- RFT'S 2014 Best Movie Theater
- Neighborhood Business of the Year
- STL Magazine A-List winner
- Best Theater Marquee
- Best Urinals
The film follows a Chinese family who, when they discover their beloved Grandmother has only a short while left to live, decide to keep her in the dark and schedule an impromptu wedding to gather before she passes. Billi, feeling like a fish out of water in her home country, struggles with the family's decision to hide the truth from her grandmother.
Moira Macdonald - The Seattle Times
Sometimes, a movie just grabs hold of your heart and settles there. Such is the case with Lulu Wang’s beautiful “The Farewell,” a semiautobiographical drama / comedy (or comedy/drama; they’re so perfectly intertwined it’s hard to say which should come first). “The Farewell” immerses us in a family; sweeping us into their embrace, their quirks, their factions (Billi and her parents, who immigrated to America when Billi was a small child, are to an extent outsiders), their food, their stories. And the film’s silken threads — it’s shot in soft blues and grays and gentle light, with an ongoing theme of birds — are bound together by Awkwafina’s quiet, soulful performance, miles from her comedic turns in “Crazy Rich Asians” and “Ocean's Eight.” All this sounds potentially depressing, but “The Farewell” is so unexpectedly and deliciously funny that watching it feels like a tonic — an immersion in love and art. By the time “The Farewell” hands us its final gift — well, I wished I had a grandma to call. It’s a film that pulls off a quiet miracle: it breaks your heart, and leaves you happy.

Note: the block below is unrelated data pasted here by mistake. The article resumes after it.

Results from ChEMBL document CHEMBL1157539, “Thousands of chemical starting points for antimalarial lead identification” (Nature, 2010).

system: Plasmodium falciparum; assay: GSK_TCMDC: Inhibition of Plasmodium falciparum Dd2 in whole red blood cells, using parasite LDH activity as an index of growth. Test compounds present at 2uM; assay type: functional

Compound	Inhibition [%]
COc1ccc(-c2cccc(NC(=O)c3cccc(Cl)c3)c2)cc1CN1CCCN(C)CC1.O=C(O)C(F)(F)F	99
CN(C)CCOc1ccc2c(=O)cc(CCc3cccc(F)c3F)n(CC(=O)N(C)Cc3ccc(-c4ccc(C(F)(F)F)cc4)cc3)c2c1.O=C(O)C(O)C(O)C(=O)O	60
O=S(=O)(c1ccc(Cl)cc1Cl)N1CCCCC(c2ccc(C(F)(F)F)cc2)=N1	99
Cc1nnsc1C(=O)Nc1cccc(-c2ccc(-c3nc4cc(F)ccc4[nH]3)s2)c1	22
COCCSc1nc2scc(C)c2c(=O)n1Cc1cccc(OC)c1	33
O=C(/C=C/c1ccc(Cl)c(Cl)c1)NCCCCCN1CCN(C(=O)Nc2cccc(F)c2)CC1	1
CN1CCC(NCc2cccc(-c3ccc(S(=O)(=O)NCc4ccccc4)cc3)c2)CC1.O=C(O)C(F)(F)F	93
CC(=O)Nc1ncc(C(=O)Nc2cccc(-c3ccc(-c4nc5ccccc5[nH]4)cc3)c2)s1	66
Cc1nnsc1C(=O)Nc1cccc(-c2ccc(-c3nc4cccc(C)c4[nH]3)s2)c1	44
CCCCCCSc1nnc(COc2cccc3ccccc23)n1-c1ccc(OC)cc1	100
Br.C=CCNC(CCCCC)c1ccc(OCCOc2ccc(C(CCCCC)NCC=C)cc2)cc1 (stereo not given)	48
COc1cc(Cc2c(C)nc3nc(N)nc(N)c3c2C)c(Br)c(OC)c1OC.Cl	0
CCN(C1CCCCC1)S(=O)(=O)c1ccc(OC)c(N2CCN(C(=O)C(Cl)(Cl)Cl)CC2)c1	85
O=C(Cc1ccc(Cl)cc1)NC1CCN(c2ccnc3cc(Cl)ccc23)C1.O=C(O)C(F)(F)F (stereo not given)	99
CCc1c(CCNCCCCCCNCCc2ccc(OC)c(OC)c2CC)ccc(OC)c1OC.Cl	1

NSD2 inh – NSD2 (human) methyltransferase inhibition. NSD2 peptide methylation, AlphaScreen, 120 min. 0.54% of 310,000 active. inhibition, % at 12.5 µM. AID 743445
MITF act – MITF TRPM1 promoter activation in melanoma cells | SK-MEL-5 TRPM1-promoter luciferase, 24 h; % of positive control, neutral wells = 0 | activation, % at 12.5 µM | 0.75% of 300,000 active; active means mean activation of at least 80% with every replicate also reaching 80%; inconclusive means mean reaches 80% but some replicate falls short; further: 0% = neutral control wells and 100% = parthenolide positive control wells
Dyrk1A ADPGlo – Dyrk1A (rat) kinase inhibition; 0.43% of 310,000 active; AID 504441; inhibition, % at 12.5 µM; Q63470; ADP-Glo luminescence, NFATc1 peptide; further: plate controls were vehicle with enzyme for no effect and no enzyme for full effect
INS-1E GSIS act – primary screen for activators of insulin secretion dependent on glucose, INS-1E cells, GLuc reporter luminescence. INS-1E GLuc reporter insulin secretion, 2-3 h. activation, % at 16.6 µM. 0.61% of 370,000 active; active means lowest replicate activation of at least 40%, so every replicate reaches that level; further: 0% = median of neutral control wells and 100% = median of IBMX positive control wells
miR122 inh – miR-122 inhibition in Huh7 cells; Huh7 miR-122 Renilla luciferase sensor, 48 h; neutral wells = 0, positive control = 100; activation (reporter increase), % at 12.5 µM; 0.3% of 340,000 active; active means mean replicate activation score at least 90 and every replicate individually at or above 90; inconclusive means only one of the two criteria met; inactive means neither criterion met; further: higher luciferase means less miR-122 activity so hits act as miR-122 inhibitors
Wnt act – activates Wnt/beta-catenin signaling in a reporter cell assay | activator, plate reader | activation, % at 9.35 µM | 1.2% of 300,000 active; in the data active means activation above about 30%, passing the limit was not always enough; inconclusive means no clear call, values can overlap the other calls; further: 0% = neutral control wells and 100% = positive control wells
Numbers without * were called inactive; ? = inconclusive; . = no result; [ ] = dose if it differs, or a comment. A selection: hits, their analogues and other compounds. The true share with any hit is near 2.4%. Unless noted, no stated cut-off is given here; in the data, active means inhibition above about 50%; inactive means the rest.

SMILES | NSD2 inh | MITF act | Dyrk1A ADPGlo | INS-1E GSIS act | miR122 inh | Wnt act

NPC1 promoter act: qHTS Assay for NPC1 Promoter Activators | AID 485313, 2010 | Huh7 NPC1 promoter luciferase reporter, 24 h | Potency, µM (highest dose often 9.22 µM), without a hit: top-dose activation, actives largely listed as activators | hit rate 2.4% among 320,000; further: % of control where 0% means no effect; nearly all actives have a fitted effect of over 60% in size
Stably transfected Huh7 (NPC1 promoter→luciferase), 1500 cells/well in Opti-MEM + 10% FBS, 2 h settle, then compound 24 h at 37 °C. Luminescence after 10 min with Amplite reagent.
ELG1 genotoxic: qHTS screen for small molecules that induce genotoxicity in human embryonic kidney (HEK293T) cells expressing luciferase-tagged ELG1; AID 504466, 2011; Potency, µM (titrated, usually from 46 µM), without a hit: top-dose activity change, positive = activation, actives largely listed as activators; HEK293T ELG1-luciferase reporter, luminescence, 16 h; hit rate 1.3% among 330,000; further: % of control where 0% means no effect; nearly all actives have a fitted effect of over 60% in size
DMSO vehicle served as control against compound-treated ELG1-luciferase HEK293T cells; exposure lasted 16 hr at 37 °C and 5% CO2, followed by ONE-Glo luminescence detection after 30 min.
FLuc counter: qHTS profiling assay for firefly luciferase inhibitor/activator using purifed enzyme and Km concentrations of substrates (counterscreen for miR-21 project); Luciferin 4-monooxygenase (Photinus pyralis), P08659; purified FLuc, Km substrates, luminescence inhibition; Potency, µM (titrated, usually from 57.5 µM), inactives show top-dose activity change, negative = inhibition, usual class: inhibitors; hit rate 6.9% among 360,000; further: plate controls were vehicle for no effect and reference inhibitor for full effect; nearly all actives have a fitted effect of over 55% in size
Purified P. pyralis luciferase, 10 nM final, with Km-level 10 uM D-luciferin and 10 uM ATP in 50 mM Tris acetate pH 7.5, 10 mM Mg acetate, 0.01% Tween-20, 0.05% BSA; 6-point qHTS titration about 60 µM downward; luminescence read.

An understated and wonderful St. Louis gem, the Hi-Pointe Theatre was built in 1922 at the incredible intersection of Interstate 64, Clayton Road, Clayton Avenue, McCausland Avenue, Forest Avenue, Oakland Avenue and Skinker Boulevard, today also the home of the world’s largest Amoco sign and just at the southwest corner of Forest Park. Continue Reading